Today in Rape Culture

[Trigger warning for sexual violence; rape culture tropes.]

So, I'm reading this article in a garbage magazine that we'll just call Schmeople about the garbage television show Toddlers & Tiaras, which documents the culture of child beauty pageants. It is a show I watched exactly once, barfed nine thousand times, and refused to ever watch again, but is nonetheless perpetually at the edge of my attention, because I frequently see stories written about its vast and varied "controversial" content in my daily news-reading.

Anyway! In this article about the show, I come across this doozy of a passage (among many) in regard to the sexualization of the contestants:
Several parents also concede that concerns about sexual predators at the pageants are ever-present, but pageant insiders insist that security is always a priority, and guests are generally limited to friends and family of the contestants.

On the one hand, yikes that the issue of child predation is so inextricably linked to these pageants, and the (erroneous) idea that sexualization of children disproportionately attracts pedophiles so pervasive, that it obscures all serious discussion about how the sexualization of these little girls is problematic for reasons other than potential sexual violence.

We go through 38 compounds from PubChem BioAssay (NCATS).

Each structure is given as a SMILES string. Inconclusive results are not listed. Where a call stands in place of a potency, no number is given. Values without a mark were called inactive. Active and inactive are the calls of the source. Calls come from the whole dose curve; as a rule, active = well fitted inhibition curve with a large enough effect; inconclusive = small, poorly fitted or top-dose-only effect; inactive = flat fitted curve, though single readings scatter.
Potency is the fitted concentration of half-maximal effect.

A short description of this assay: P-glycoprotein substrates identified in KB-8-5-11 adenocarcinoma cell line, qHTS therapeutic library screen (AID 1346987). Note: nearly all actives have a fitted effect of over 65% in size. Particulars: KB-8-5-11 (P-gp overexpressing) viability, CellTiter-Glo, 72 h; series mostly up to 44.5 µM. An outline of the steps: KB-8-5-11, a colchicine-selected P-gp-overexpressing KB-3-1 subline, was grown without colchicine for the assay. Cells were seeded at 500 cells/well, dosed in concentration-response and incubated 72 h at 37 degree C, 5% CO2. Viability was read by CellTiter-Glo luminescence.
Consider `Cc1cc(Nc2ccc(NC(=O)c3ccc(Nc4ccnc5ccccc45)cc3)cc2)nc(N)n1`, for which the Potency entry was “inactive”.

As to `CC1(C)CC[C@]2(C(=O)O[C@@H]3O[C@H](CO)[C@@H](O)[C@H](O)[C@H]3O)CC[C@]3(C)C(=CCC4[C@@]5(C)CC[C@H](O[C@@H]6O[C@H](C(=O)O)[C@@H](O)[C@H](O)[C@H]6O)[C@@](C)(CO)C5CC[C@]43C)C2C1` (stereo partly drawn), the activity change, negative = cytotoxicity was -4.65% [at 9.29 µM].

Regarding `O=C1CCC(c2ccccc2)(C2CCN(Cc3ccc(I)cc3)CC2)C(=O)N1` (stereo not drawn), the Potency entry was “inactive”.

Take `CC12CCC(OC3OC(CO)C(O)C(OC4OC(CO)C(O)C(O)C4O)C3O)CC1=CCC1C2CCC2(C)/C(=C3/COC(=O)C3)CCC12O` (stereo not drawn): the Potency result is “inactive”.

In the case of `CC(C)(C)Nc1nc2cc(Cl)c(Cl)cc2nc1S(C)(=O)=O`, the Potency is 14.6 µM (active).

On the other hand, yikes is that a fundamental misunderstanding of potential sexual violence. "It's fine, because we generally only let in friends and family!" Okay, but here's another way of saying the same thing: "It's fine, because we generally only let in the people by whom children are most likely to be molested."

That is not to say that most family and friends of pageant kids, or any other kids, are likely to molest them. It is only to note that children, like adults, are exponentially more likely to be molested by a friend or family member than they are by a stranger.

So saying, "We only let in friends and family," as if that's some kind of safeguard against sexual violence, is ignorant at best.

It's one of those rape culture tropes, like "Christian axiomatically = good," which we need to challenge every time we see it, because, as I've noted before, abiding and indulging false notions about what inoculates children (and adults) against sexual violence has the inevitable effect of giving communities an excuse for not being vigilant about the things that actually support endemic sexual violence.

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